The imbalance worsened in 1864, so the legislature moved the capital to Boise City. North Idaho leaders never got over it. For years, people in the Panhandle sought to secede and join Washington (or, sometimes, Montana). That was true even as late as 1887 [blog, Dec 1].

President Lincoln. Library of Congress.
While Idaho Territory muddled along, President Abraham Lincoln signed into law the Morrill Act, which gave every state 30 thousand acres of land for each of its Senators and Representatives. Funds obtained from selling these lands were to be used to support at least one college in the state.

The Act required these institutions to focus more on agriculture and engineering than traditional colleges and universities. Morrill Act schools – generally referred to today as “land grant colleges” – were also expected to provide military training.

In the late 1880’s, hopes rose within the Territory that Idaho might soon be granted statehood, with qualification for a college land grant as one benefit. Many complex issues then came into play. The last thing majority-holding politicians in the south wanted was for North Idahoans to raise the secession question again.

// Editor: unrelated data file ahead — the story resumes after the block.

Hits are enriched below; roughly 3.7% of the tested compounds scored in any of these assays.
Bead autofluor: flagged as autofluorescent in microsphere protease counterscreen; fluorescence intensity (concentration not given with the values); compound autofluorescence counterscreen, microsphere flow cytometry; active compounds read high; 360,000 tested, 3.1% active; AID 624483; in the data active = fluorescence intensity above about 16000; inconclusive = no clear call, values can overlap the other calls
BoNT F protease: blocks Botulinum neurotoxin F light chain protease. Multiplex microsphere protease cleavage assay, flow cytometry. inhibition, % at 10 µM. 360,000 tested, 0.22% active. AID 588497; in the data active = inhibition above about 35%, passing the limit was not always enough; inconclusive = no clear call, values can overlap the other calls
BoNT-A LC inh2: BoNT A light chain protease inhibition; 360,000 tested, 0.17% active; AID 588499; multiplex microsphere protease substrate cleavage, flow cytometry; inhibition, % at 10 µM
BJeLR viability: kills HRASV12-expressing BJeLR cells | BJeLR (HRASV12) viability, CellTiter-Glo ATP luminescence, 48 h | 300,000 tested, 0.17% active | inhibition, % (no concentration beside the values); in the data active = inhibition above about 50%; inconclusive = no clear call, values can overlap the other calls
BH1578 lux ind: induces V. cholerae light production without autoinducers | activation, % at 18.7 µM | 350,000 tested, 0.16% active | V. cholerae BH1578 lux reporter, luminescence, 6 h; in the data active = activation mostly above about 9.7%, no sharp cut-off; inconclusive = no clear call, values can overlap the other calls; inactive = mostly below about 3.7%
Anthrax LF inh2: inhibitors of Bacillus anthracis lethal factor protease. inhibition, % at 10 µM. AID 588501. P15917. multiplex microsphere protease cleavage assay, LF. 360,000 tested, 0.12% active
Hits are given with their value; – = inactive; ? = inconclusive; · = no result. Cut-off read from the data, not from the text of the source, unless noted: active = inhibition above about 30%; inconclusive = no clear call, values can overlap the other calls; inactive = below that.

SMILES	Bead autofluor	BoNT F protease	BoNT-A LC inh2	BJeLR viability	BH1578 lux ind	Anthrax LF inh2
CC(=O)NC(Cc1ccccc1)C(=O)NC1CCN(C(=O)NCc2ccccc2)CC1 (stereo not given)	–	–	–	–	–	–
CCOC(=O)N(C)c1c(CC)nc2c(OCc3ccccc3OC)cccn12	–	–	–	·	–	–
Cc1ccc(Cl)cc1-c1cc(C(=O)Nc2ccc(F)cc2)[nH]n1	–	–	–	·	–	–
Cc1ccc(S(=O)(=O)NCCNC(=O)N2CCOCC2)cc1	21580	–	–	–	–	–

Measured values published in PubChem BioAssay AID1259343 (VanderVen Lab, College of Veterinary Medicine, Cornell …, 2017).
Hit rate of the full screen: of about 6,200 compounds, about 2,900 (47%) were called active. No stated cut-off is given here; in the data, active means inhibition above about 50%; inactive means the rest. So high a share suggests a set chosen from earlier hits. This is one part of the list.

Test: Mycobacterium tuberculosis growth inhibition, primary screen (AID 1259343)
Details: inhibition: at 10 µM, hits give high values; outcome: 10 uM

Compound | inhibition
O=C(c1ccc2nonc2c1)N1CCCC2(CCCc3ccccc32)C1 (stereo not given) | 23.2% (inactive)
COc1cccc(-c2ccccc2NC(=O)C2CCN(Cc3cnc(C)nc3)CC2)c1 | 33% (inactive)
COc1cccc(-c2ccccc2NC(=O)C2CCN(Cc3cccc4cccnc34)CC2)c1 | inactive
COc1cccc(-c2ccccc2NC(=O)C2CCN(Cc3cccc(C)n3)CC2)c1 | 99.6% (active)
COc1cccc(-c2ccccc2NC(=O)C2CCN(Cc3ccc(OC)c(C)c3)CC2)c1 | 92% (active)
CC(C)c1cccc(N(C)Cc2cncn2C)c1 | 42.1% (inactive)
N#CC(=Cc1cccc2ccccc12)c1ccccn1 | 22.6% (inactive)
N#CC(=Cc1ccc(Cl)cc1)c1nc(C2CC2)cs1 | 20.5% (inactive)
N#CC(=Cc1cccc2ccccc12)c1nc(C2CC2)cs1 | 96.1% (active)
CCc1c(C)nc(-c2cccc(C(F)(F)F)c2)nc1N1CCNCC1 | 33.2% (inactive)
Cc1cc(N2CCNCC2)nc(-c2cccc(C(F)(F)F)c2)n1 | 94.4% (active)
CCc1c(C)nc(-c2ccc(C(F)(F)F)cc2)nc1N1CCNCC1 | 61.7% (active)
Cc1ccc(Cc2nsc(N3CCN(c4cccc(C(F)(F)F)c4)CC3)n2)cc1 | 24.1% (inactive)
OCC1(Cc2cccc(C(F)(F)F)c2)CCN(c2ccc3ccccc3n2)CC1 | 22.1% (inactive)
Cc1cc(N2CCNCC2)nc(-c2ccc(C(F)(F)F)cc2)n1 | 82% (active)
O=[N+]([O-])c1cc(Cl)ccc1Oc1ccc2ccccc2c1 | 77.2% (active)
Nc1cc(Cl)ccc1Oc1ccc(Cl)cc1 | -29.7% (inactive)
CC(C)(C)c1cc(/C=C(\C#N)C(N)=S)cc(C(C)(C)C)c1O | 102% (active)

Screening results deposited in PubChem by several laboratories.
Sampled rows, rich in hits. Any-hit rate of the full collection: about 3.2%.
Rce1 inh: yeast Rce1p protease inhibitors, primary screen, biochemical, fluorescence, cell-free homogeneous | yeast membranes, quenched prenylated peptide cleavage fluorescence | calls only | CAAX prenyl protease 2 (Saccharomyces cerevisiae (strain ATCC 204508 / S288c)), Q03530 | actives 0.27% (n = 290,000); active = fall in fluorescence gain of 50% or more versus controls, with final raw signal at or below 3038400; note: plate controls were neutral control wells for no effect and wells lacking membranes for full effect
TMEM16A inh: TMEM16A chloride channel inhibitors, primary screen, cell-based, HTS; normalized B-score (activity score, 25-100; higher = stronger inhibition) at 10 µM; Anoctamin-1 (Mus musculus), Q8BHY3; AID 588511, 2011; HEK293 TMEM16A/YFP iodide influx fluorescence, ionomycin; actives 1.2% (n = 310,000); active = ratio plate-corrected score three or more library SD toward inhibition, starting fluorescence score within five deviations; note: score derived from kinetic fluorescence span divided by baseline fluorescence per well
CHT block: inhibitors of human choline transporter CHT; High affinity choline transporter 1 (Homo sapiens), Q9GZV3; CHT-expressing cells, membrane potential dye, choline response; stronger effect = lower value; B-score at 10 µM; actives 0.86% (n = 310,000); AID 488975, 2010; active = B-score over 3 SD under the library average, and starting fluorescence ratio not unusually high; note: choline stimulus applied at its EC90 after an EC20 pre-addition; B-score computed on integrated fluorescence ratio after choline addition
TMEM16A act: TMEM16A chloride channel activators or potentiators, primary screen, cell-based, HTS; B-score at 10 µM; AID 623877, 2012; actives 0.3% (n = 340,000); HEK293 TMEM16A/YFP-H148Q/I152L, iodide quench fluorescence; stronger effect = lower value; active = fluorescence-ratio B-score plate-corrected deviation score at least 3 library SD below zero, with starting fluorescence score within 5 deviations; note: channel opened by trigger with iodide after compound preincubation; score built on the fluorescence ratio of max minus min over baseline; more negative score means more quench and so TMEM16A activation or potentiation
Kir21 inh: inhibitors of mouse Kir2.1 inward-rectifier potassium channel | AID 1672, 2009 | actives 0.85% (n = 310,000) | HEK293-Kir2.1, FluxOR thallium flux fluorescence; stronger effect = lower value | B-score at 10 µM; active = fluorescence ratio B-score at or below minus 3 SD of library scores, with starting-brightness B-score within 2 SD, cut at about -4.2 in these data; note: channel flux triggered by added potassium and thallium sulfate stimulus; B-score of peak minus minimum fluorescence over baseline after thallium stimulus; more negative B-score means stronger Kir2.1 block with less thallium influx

To placate those northern constituencies, conferees agreed to designate Moscow as the site for a land grant university. To “seal the deal,” when delegates met in 1889 to frame a constitution for the  new state, they wrote the location into the proposed constitution itself.  Idaho is one of only a handful of states where this is true.